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Retired judge responds to Kentucky governor's criticism

Posted at 11:13 AM, Jan 17, 2019

FRANKFORT, Ky. (AP) — When the Kentucky Supreme Court unanimously struck down a pension law he had signed last year, Kentucky Republican Gov. Matt Bevin called it an "unprecedented power grab by activist judges."

Thursday, the judge who wrote the ruling fired back.

In an Op-Ed sent to various news outlets, recently retired Justice Daniel Venters said he is a conservative Republican who voted for Bevin and has generally agreed with his platform. He even said he liked the pension bill that Bevin signed into law last year. But he said it was clear lawmakers violated the state Constitution when they used a legislative maneuver to pass the bill in just one day instead of three separate days in each chamber.

Venters said Bevin was wrong on the law and wrong in his "denunciation of the Supreme Court," adding: "I will not let his rant go unchallenged."

"There is more at stake here than the fate of a pension reform bill. Our freedom and constitutional order are guaranteed by the foundation of checks and balances," Venters wrote. "If the Governor's fake news succeeds in undermining your faith in the Courts by bullying judges into submission, who will next stand guard when Constitutional law affecting you and your family is ignored?"

Bevin has been sued multiple times by Democratic Attorney General Andy Beshear, and he often criticized the judges who rule against him. He has been particularly critical of Franklin Circuit Judge Phillip Shepherd, calling him an "incompetent hack" and criticizing him for liking a political protest event on Facebook. Shepherd has said he only liked the page on the social media website to get more information about it so he could avoid it.

Venters said if left unchallenged, Bevin's "false attacks on Kentucky's judges will undermine the public's confidence and trust in the Courts," adding that Bevin has expressed a desire to appoint judges "rather than suffer their selection by you, the voters of Kentucky."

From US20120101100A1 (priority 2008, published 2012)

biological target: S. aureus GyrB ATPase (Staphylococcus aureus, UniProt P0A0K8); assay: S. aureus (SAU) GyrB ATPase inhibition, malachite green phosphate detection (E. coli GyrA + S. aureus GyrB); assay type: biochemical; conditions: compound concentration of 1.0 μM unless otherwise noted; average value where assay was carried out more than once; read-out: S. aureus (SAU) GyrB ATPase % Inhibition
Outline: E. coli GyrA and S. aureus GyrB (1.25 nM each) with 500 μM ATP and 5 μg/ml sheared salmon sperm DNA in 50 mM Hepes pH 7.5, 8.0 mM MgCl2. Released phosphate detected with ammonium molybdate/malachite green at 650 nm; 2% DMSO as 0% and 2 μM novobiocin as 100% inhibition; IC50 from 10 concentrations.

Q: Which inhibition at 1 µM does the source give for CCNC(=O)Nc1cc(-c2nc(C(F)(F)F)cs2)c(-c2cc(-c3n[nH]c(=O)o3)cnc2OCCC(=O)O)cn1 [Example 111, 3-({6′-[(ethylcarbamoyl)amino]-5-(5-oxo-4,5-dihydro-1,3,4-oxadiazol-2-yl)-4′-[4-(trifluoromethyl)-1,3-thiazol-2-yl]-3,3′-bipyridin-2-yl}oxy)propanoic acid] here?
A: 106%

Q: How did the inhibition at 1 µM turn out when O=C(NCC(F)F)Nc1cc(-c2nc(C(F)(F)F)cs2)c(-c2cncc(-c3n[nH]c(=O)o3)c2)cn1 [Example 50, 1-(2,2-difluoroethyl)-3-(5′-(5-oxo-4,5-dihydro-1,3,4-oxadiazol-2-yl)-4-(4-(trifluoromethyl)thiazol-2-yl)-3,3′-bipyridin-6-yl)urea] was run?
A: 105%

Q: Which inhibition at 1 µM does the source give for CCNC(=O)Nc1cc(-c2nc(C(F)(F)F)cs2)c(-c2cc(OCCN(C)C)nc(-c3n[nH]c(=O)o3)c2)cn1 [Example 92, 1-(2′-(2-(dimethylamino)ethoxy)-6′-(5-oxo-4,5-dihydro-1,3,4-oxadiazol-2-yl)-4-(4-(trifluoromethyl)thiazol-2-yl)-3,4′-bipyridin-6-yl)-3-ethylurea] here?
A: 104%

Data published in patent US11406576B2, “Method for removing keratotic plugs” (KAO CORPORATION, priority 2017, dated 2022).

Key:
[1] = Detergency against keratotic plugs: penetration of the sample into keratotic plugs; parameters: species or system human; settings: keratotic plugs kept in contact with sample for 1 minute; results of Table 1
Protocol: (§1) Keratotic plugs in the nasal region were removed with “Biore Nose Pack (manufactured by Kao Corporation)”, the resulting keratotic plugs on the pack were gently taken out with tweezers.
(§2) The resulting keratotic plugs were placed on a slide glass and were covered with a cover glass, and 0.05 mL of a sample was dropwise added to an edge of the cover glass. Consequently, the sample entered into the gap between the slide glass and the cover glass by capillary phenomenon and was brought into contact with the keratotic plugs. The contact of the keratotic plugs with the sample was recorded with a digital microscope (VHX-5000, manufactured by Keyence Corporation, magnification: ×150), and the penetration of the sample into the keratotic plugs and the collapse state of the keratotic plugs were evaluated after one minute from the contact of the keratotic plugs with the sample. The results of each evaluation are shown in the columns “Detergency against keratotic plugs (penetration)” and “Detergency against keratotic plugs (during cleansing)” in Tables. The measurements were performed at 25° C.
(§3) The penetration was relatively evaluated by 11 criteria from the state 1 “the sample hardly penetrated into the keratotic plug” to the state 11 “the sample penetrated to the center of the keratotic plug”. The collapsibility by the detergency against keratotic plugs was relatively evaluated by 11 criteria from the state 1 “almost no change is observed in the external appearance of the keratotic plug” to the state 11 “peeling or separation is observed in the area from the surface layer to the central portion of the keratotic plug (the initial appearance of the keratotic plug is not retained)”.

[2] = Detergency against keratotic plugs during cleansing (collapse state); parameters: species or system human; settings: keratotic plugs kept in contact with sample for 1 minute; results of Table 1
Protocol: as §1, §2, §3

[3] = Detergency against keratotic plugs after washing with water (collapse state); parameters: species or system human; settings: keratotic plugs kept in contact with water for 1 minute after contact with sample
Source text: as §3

"It is certainly not the Courts that are engaged in an 'unprecedented power grab,'" Venters wrote.

It is the second time in recent weeks a Kentucky judge has criticized Bevin. Last month, Supreme Court Justice Bill Cunningham — who is retiring in February — told the Courier Journal that Bevin's words "go by you like the idle wind, and I don't think people pay a lot of attention to what he says."

Bevin is on an economic development trip to India. But his chief of staff, Blake Brickman, said he respects Venters but disagrees with his comments.

"Our judicial system, a supposedly unbiased and apolitical branch of government, is taking the unprecedented step of wading into politics," Brickman said. "How can the public expect our judges to rule in accordance with the law if they are openly expressing their opinions about our elected officials?"

Kentucky has one of the worst-funded public pension systems in the country. State officials are at least $39 billion short of the money required to pay benefits over the next three decades. Bevin has made fixing the pension system a priority of his administration. After Republicans took control of the House of Representatives in 2017, the legislature has put billions of dollars into retirement systems for teachers and state employees to keep them afloat.

But Bevin and other legislative leaders have warned the state can't afford to keep doing that, arguing lawmakers must make structural changes to the pension systems. Senate bill 151, which Bevin signed into law last spring, would have moved new teacher hires into a hybrid pension system. It would also restrict how teachers use sick days to calculate their retirement benefits and change how the state pays off its pension debt.

Lawmakers struggled to get enough votes to pass the bill, given the widespread opposition from teachers and other public workers in an election year. The legislature eventually passed the bill in one day by substituting it for an unrelated bill about local sewer systems. Lawmakers have been using that maneuver for decades to pass legislation when facing a tight deadline. But the Supreme Court unanimously ruled it was unconstitutional.

Republican lawmakers have also criticized the court's ruling, but Venters did not address those in his Op-Ed. Republican Senate President Robert Stivers said he disagrees with Bevin that the ruling was an "unprecedented power grab," but he said Bevin has a right to criticize the courts.

"The court needs to kind of grow up on that," Stivers said. "Do I agree with the governor? No, but hey, you're in the limelight. Get ready for the questions."